Closing the Gap: Improving Educational Attainment and Success for Indigenous Peoples
When it comes to the level of attainment and success in the education system, there is a big gap between Indigenous and non-Indigenous people. Indigenous peoples continue “to have significantly lower levels of education than the general populations” in Canada and around the world.
Photo credit: https://www.thestar.com/news/gta/2012/06/16/closing_the_achievement_gap_for_torontos_aboriginal_students.html
The experiences that Indigenous peoples have had with the education system in Canada have been traumatic. Effects of colonialism, such as the socioeconomic marginalization of Indigenous peoples and inadequate funding for education, continue to contribute to the lower levels of success for Indigenous peoples within the education system.
It's important to recognize the existence of the gap between Indigenous and non-Indigenous people’s successes and levels of attainment in education. It is equally important to realize that the gap is not caused by Indigenous people’s individual traits, abilities, or choices, but by the larger impacts of colonialism, and continuing inequities in Canada.
With these realizations in mind, there are steps that can be taken to help improve education attainment levels and success for Indigenous students. One way to start is to frame success in a holistic way, that takes into account “well-being, participation, engagement, and achievement” of students, rather than only considering grades or the level of education achieved.
It’s important to build and maintain relationships of trust and respect between school staff and Indigenous families, especially because of Canada’s history of colonization and the residential school system. Engaging with parents and families assists in building relationships, which has proven successful for one elementary school in New Brunswick.
At this school, staff have built connections with Indigenous families, which helps to make the children’s transition into the educational system more comfortable. Staff members go out to the First Nation community to meet the parents before their children start school, and get to know the children and their unique interests and needs. Before the school year starts, the Indigenous families also visit the school, and once the school year begins, there is a “welcome ceremony for children and their families.” In this school, the gap between Indigenous and non-Indigenous students’ success has nearly been closed.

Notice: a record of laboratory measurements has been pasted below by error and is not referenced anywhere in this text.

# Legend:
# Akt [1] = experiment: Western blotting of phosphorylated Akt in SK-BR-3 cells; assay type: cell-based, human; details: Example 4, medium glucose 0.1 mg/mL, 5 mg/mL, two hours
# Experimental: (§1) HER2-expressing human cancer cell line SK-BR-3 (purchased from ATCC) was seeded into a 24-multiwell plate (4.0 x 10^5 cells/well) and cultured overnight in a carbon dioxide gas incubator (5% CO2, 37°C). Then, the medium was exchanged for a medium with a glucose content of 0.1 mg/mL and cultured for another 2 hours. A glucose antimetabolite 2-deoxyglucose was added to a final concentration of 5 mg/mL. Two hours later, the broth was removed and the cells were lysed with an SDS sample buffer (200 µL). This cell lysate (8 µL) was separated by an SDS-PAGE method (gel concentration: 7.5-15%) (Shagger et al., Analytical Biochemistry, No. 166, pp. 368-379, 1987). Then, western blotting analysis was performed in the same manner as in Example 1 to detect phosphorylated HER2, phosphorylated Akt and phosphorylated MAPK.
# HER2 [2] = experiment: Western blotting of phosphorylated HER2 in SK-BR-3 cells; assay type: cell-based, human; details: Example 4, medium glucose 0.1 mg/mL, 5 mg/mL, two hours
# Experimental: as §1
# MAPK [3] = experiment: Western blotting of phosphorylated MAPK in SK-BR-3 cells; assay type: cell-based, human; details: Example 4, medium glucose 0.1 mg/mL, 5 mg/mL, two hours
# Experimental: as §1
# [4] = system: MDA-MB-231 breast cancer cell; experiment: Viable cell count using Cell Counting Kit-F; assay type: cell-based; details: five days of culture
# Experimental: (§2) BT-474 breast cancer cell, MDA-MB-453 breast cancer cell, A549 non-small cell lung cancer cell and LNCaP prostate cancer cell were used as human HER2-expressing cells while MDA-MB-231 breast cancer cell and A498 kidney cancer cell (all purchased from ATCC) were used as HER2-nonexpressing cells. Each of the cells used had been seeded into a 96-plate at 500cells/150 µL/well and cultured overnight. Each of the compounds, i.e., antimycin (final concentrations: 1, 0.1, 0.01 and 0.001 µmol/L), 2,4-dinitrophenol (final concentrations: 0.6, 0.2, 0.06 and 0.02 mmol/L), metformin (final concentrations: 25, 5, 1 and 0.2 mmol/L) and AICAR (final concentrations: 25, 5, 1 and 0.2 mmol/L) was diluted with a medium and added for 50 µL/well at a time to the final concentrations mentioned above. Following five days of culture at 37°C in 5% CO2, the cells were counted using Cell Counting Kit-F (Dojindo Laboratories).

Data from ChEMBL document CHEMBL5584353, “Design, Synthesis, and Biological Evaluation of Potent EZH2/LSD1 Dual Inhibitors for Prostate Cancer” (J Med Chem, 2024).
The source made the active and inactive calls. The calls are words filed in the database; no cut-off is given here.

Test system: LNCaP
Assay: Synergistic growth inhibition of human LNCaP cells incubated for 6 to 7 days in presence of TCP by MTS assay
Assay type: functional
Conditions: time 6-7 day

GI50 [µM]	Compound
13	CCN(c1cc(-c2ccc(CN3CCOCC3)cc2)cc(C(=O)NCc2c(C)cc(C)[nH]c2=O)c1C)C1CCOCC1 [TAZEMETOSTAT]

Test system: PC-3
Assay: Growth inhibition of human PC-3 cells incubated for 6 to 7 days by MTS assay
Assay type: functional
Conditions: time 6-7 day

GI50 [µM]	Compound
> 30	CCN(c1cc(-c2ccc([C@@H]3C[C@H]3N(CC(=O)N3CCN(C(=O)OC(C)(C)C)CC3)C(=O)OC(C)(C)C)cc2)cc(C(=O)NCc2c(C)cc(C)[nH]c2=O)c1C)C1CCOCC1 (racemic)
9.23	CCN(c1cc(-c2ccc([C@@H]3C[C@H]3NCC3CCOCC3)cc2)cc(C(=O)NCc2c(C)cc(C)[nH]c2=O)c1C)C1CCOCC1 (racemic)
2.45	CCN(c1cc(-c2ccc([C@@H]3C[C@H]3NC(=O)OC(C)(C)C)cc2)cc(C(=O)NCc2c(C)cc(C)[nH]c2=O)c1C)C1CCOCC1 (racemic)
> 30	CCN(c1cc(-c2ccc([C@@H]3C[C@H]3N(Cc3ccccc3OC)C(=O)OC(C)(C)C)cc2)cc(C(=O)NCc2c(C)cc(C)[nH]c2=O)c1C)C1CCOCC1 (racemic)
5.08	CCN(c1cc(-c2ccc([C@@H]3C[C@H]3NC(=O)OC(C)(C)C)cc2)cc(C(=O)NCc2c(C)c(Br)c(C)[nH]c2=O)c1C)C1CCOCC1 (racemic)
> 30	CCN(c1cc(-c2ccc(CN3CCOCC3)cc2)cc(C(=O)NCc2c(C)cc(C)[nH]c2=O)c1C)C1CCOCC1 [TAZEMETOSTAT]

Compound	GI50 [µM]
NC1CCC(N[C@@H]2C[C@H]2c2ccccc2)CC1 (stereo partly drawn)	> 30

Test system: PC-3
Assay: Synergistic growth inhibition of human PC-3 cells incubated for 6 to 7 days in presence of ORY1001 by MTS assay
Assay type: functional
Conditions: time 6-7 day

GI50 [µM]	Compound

Another useful approach is to use active rather than passive processes. This helps Indigenous students to “build critical thinking skills and relate what they’ve learned to the contexts of their everyday lives.” When children see that what they’re learning at school is useful for their everyday lives, they are less likely to skip school. This is especially important, as attendance plays a big part in educational success. It’s also important to fully integrate “Indigenous knowledges, perspectives and pedagogies into educational curricula,” and to validate “Indigenous knowledge as a full and equal partner,” not as something extra or as an “‘other’ way of knowing.”
Incorporating Indigenous principles and perspectives into Indigenous education creates wide reaching benefits, and improves Indigenous students’ success levels and educational attainment. This involves creating a holistic learning environment, focusing on relationships, teaching things that can be used in students’ real lives, connecting to their experiences, and drawing from Indigenous languages, cultures, and ways of knowing.
As stated earlier, and discussed more fully in Monday’s post, funding is a huge part of the problem when it comes to the lower level of success and educational attainment of Indigenous peoples. However, any step in the right direction is a step that should be taken, no matter how small.
If any of the larger steps mentioned here seem implausible for some schools, providing books and resources developed by Indigenous peoples is one easy step that many schools can take. Regardless of which other steps are taken, I believe that all schools can work to create more positive and welcoming environments for Indigenous students and families, utilize Indigenous knowledge, and foster relationships of respect and inclusion, which will in turn help to improve levels of attendance, success, and educational attainment.
Until next time,
Team Reconcili-ACTION YEG
National Collaborating Centre for Aboriginal Health, “Education as a Social Determinant of First Nations, Inuit and Métis Health” (2017) at 1, online (pdf): < https://www.ccnsa-nccah.ca/docs/determinants/FS-Education-SDOH-2017-EN.pdf>.  Ibid.  Supra note 1 at 2. OECD, “Supporting Success for Indigenous Students” (2017) at 2, online (pdf): < https://www.oecd.org/education/Supporting-Success-for-Indigenous-Students.pdf>.  Ibid at 4.  Supra note 4 at 3.  Supra note 1 at 7.  Education Connections, “Strengthening Attendance and Retention of Indigenous Youth in Elementary and Secondary Schools in Canada and Beyond” (Fredericton, NB: Education Connections, 2017) at 25, online (pdf): < http://www.afn.ca/event_download/478e1939-2d72-47c0-83ef-05440aae1381/40754b7b-4569-43fc-82e5-6aa212f01b21/544475d1-9b73-4a1d-9a39-559dce3bf3fb/D5.%20FNEII%20-%20Attendance%20Environmental%20Scan.pdf>.  Supra note 1 at 7.  Supra note 1 at 9.  Ibid.  Supra note 4 at 5.